Mascagni's Cavalleria rusticana / Leoncavallo's I pagliacci
Dates 10, 13, 15, 17 November 2007 @ 19:30 Venue Queen Elizabeth Theatre
Cavalleria rusticana Turiddu Steven Harrison Santuzza Lori Phillips Alfio Gregory Dahl
I pagliacci Canio John Mac Master Nedda Sally Dibblee Silvio Etienne Dupuis Tonio John Fanning
Conductor Jonathan Darlington Director Joe McClain Scenic Designer Peter J. Hall Lighting Gerald King
Reviewer J H Stape
Cav & Pag, as they are affectionately known, are, well, the ham and eggs of opera: these two melodramas simply go together. The opening production of Vancouver Opera's 2007-08 season was vocally and visually stunning, with first-rate casts, gorgeous sets, luminous support from the orchestra and chorus, and high drama all on offer. If you don't have already have a ticket, get one -- quick.
Cavalleria rusticana's raw passions were brilliantly conveyed by a flawless cast. Steven Harrison's off-stage opening aria was spine-tingling and set the tone for a highly coloured characterization: his edgy, borderline neurotic Turridu, overmastered by passions, was deeply conflicted, the character's emotions conveyed in fine, intelligent singing.
Lori Phillips was a superb Santuzza, her stunning voice flooding the auditorium like a tsunami. She also dominated the stage with top-flight acting skills. She was well matched vocally and dramatically by her rival, the adulterous Lola, played with panache by Majorie Poirier. Gregory Dahl was a powerful Alfio, deftly sketching in his character with appropriate menace, while the Mamma Lucia of Marcia Swanston was effective as a woman caught up in between dark passions and rivalries she is unable to comprehend.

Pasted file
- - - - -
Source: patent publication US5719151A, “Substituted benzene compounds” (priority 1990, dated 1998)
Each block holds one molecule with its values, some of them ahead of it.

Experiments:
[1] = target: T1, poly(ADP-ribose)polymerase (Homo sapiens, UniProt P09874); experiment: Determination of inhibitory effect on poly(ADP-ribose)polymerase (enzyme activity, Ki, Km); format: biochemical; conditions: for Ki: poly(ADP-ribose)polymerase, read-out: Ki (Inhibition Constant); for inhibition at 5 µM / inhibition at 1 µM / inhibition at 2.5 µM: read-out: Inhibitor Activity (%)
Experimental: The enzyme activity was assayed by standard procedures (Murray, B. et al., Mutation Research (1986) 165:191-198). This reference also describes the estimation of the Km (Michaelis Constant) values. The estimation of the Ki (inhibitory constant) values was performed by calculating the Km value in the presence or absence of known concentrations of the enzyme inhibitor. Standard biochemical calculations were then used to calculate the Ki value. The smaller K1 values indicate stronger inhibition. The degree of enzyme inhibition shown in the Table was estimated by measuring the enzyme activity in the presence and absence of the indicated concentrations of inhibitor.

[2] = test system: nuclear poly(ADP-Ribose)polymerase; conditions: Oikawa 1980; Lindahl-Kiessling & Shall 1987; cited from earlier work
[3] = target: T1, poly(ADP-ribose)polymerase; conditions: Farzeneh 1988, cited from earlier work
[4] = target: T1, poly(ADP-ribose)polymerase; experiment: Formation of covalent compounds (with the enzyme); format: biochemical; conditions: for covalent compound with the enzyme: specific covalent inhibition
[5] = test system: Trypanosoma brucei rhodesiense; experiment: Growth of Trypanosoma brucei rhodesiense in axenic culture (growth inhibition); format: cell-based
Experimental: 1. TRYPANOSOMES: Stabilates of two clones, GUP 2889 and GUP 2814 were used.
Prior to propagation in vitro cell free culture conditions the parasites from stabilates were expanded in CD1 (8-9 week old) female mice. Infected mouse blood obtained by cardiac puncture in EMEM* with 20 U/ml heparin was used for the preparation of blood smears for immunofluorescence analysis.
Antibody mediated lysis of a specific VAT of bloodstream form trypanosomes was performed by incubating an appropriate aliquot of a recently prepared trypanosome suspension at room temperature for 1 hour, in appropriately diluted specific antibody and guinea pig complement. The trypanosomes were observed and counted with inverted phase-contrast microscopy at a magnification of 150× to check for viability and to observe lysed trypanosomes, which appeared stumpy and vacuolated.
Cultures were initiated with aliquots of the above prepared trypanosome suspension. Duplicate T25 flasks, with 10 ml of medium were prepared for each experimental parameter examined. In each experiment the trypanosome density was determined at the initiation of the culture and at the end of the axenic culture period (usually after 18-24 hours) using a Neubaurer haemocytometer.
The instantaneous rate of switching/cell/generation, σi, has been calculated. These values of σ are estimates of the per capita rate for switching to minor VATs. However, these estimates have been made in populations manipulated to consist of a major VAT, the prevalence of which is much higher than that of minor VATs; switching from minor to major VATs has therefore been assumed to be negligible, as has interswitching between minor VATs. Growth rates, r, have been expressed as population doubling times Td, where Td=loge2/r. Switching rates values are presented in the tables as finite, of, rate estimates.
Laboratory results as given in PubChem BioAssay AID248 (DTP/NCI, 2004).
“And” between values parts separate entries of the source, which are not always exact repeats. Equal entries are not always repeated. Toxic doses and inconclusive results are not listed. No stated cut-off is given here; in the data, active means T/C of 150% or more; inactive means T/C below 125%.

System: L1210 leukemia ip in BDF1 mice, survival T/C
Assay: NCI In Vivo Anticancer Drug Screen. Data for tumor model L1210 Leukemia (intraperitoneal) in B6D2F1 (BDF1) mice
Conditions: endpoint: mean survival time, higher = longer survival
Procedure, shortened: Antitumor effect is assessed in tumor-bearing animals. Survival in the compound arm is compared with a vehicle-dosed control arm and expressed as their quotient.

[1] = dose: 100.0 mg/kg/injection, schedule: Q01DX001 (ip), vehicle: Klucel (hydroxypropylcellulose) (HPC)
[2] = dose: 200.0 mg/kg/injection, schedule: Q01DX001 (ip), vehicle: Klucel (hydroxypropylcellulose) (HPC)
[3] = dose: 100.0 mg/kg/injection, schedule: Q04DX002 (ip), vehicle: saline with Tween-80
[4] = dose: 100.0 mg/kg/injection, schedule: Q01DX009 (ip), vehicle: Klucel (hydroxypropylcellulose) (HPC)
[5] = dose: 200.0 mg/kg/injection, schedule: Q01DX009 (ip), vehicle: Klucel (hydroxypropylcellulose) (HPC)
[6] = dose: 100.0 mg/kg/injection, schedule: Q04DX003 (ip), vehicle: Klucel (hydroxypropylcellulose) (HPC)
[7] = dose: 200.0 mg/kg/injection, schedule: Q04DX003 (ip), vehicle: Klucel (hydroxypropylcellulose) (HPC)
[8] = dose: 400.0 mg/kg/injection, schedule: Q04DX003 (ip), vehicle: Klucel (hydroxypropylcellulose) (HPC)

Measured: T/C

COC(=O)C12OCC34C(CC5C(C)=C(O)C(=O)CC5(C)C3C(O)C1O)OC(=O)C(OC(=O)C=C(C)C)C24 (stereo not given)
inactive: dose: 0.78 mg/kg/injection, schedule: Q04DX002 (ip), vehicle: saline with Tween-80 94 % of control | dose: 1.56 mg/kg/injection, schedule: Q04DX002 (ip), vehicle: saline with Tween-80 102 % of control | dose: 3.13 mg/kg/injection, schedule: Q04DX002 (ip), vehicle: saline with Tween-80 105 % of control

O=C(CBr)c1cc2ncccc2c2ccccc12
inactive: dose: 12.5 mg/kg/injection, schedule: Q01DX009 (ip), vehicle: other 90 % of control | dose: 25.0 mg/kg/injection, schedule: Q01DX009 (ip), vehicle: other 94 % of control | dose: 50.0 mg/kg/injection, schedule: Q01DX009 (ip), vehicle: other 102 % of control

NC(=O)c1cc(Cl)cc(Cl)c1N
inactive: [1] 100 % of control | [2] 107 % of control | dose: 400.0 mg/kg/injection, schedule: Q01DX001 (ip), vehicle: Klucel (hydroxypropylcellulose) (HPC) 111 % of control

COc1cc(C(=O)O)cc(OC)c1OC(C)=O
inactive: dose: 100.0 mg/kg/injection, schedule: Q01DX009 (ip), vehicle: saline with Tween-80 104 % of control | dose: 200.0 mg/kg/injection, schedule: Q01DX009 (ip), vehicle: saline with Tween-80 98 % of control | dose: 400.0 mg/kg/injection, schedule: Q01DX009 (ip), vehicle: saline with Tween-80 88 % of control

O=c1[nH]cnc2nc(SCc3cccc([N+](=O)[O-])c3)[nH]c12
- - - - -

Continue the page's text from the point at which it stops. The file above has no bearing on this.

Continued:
Pagliacci is a lot more than its Canio, though its principal role is a pinnacle in the tenor repertoire. John Mac Master, who has assayed it for the Metropolitan Opera, gave it his all, the character's monumental jealousy and anger masterfully conveyed through big gestures and a big sound. His "Vesti la giubba" was carefully thought out, at once deeply interior and heart-on-your-sleeve, and was thoroughly acted as well as generously sung.
Sally Dibblee's Nedda was never less than touching: she suggested immense vulnerabilty and, when needed, iron force, her singing and acting powerful and appealing. She and Etienne Dupuis, a handsome and sexy Silvio, simply tore up the stage in their love duet, Dupuis's singing full of character, his voice warm and truly seductive.
John Fanning's Tonio was perhaps its most successful in the "Prologo," his later contribution somewhat understated, though the near-rape of Nedda found him on top form, so to speak. Philippe Castagner's able Beppe was well crafted throughout but had signal charm in the play scene.
The sets from Edmonton Opera were "traditional," as was the direction, the story lines allowed to flow straightforwardly without "contemporary" additions or any clutter. Director Joe McClain had an easy time managing casts of natural actors who clearly knew their craft and practiced it with so much conviction.
The Vancouver Opera Orchestra always plays well these days, but when Jonathan Darlington conducts, sheer magic happens in the pit, and he urged out nuanced playing that was balanced and relentlessly committed.
This was a brilliant season opener: Vancouver Opera has been on a roll for several years now and is just one of the best shows in town. Pity about the venue: this talented company deserves much, much better than the Queen E., the economy class of concert halls. Rumours of renovation persist, but the wrecking-ball would be a mercy, for silk purses, as the adage has it, can't be made of sows' ears.
© 2007 J H Stape